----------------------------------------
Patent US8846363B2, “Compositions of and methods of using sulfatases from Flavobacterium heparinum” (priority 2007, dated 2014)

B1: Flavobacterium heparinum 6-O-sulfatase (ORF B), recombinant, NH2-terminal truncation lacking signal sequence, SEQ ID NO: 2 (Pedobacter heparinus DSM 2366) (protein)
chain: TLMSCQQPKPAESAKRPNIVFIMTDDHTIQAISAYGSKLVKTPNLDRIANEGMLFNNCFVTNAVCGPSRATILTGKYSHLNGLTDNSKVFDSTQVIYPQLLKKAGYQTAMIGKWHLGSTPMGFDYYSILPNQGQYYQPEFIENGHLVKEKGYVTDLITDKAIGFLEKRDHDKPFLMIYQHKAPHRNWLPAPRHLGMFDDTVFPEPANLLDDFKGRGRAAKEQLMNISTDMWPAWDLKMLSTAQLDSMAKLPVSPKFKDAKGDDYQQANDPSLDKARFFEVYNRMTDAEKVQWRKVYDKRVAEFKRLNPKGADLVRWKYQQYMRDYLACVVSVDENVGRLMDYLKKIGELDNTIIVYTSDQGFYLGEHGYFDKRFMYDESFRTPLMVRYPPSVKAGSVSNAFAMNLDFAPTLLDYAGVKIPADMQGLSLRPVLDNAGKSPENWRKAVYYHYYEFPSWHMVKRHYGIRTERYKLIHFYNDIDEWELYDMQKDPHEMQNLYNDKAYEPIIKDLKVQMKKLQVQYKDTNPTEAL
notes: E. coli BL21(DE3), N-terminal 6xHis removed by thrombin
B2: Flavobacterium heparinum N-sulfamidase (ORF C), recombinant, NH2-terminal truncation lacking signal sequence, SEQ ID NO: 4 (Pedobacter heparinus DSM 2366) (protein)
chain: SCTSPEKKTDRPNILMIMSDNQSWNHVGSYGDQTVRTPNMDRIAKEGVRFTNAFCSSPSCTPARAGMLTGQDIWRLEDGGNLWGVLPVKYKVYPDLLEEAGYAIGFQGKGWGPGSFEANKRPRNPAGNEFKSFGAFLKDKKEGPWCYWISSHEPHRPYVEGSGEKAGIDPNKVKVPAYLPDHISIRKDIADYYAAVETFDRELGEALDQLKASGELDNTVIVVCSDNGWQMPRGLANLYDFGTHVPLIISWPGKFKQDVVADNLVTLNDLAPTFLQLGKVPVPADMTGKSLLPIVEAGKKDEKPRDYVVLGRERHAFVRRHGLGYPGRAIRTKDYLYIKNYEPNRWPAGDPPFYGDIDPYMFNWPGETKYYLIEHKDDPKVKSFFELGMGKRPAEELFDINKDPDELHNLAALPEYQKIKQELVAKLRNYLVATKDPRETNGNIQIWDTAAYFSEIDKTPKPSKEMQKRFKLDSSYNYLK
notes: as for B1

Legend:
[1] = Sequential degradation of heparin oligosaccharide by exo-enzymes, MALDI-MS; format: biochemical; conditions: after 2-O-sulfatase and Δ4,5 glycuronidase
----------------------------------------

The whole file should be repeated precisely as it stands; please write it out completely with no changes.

Patent US8846363B2, “Compositions of and methods of using sulfatases from Flavobacterium heparinum” (priority 2007, dated 2014)

B1: Flavobacterium heparinum 6-O-sulfatase (ORF B), recombinant, NH2-terminal truncation lacking signal sequence, SEQ ID NO: 2 (Pedobacter heparinus DSM 2366) (protein)
chain: TLMSCQQPKPAESAKRPNIVFIMTDDHTIQAISAYGSKLVKTPNLDRIANEGMLFNNCFVTNAVCGPSRATILTGKYSHLNGLTDNSKVFDSTQVIYPQLLKKAGYQTAMIGKWHLGSTPMGFDYYSILPNQGQYYQPEFIENGHLVKEKGYVTDLITDKAIGFLEKRDHDKPFLMIYQHKAPHRNWLPAPRHLGMFDDTVFPEPANLLDDFKGRGRAAKEQLMNISTDMWPAWDLKMLSTAQLDSMAKLPVSPKFKDAKGDDYQQANDPSLDKARFFEVYNRMTDAEKVQWRKVYDKRVAEFKRLNPKGADLVRWKYQQYMRDYLACVVSVDENVGRLMDYLKKIGELDNTIIVYTSDQGFYLGEHGYFDKRFMYDESFRTPLMVRYPPSVKAGSVSNAFAMNLDFAPTLLDYAGVKIPADMQGLSLRPVLDNAGKSPENWRKAVYYHYYEFPSWHMVKRHYGIRTERYKLIHFYNDIDEWELYDMQKDPHEMQNLYNDKAYEPIIKDLKVQMKKLQVQYKDTNPTEAL
notes: E. coli BL21(DE3), N-terminal 6xHis removed by thrombin
B2: Flavobacterium heparinum N-sulfamidase (ORF C), recombinant, NH2-terminal truncation lacking signal sequence, SEQ ID NO: 4 (Pedobacter heparinus DSM 2366) (protein)
chain: SCTSPEKKTDRPNILMIMSDNQSWNHVGSYGDQTVRTPNMDRIAKEGVRFTNAFCSSPSCTPARAGMLTGQDIWRLEDGGNLWGVLPVKYKVYPDLLEEAGYAIGFQGKGWGPGSFEANKRPRNPAGNEFKSFGAFLKDKKEGPWCYWISSHEPHRPYVEGSGEKAGIDPNKVKVPAYLPDHISIRKDIADYYAAVETFDRELGEALDQLKASGELDNTVIVVCSDNGWQMPRGLANLYDFGTHVPLIISWPGKFKQDVVADNLVTLNDLAPTFLQLGKVPVPADMTGKSLLPIVEAGKKDEKPRDYVVLGRERHAFVRRHGLGYPGRAIRTKDYLYIKNYEPNRWPAGDPPFYGDIDPYMFNWPGETKYYLIEHKDDPKVKSFFELGMGKRPAEELFDINKDPDELHNLAALPEYQKIKQELVAKLRNYLVATKDPRETNGNIQIWDTAAYFSEIDKTPKPSKEMQKRFKLDSSYNYLK
notes: as for B1

Legend:
[1] = Sequential degradation of heparin oligosaccharide by exo-enzymes, MALDI-MS; format: biochemical; conditions: after 2-O-sulfatase and Δ4,5 glycuronidase